Boring Machines Disturbs Sleep: Myspace : Good or Evil?

Boring Machines Disturbs Sleep

Wednesday, July 26, 2006

Myspace : Good or Evil?

Thurston Moore of Sonic Youth was recently asked, "In light of the internet, do you think bands get to develop properly?". To be honest, his reply came as quite a shock to me. He stated, "No not at all. Unless they develop on the internet!. As far as being in a live band, playing tours, and learning the ropes, I think that's becoming less and less of a factor.

I would have thought someone of Moore's experimental tendencies would be all for a new way of promoting great music. Although in retrospect, you have to agree he has a point. It is quite ludicrous to think a band such as Arctic Monkeys can become overnight sensations, based on downloading and file sharing. But the influence of the web has become far reaching across the globe.

However, what sites such as Myspace and Purevolume offer, is a chance for young artists to exchange mp3's, get contacts and grab a wider audience, all at very little cost. I never would have got a chance to hear plenty of artists that I now enjoy, if it wasn't for sites like myspace

Here are a few who have caught my attention recently.

Our Brother The Native

Young Americans, Our Brother The Native, recently signed with the influential label Fat Cat Records based on their myspace site. The three piece (ages ranging from 16-18) have been together since only 2005, but have garnered severe amounts of critical acclaim. Would this have been possible without myspace. Who knows?, but the world is now a better place, because of them anyway. According to their bio, all three members have a wide range of training and influences, from grindcore to classical music.

Such eclecticism, is the main reason for what can only be described as a startling and unique release in "Tooth and Claw". Recently given an excellent write up in The Wire Magazine, where their sound was described as "eerie, captivating and disjointedly beautiful", songs such as "Falconiformes" are reminiscent of Clouddead, Animal Collective and Paavoharju. Their sample-laden music is most definitely "captivating". Listen here

Our Sleepless Forest

Bands with three word names have always appealed to me and I have no idea why. Here is another, Southwest London's Our Sleepless Forest, who are a bunch of teenagers making music that should really be beyond their youth. They are in good company, hailing from the same part of London as Four Tet, Fridge and new craze, Dubstep. They are also definite contempories of Our Brother The Native, as both seem to be (unintentionally) ploughing the same field. It is doubtful that, without myspace, these bands would have ever came across one another.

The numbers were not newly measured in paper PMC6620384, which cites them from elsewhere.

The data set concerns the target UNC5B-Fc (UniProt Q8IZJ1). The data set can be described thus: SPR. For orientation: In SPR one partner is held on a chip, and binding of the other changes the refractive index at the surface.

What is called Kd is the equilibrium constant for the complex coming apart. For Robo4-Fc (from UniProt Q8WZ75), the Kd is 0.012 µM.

This three piece claim a wide variety of influences, with each member covering different parts of the music spectrum. However, these tastes come together, quite nicely to achieve one common goal. Some of their influences include Animal Collective, Mogwai, Clouddead, Warp Records and pyschedelia. This is an ambitious mix, but the band are keen to point out that they are trying to do something different, without sounding too mush like the bands mentioned above.

Their sound reminds me of very early Mogwai, circa "Superheroes of Bmx", were they seemed to be more experimental, while "Paper Flowers" reminds, very much so, of Sigur Ros. "The Tinderbox" reveals another side to this group, with beautifully strummed guitars, washes of synth and out of tune keys mixed with obscured vocals. The band display enormous amounts of potential and an amazing level of maturity. You can download "Paper Flowers" and "The Tinderbox" from this site, or alternatively, you can go here, an listen to more beautiful music.

Kjetil Møster

Born in 1976 in Bergen, Norway, Kjetil Møster is 'slightly' older than the two artists mentioned above. Nonetheless, he has also benefited from the use of myspace too. According to his stats at almost 3000 people have listened to his music on myspace, that is 3000 who may never have heard of him at all.

Moester is a classically trained jazz musician who can play a plethora of instruments including saxophone, tuba, cornet and guitar. Described by Norwegian contempories Datarock as "the most aggressive and naturally talented musical noise we've ever heard", he has an abundance of bands. He is even a member of Noxagt.

His music is a mix of avant-garde, jazz and electronica that is quite refreshing to the ears. I can imagine this is the sort of music Mike Patton chills out to. Look no further than "Harmattan" to see where I'm coming from. Listen here and find out more about his projects here.


At 02 August, 2006, Anonymous Yellow6 said...

good or evil, we're here... (i think i agree with Thurston Moore as well tho i have found some excellent music here)
welcome to MY space


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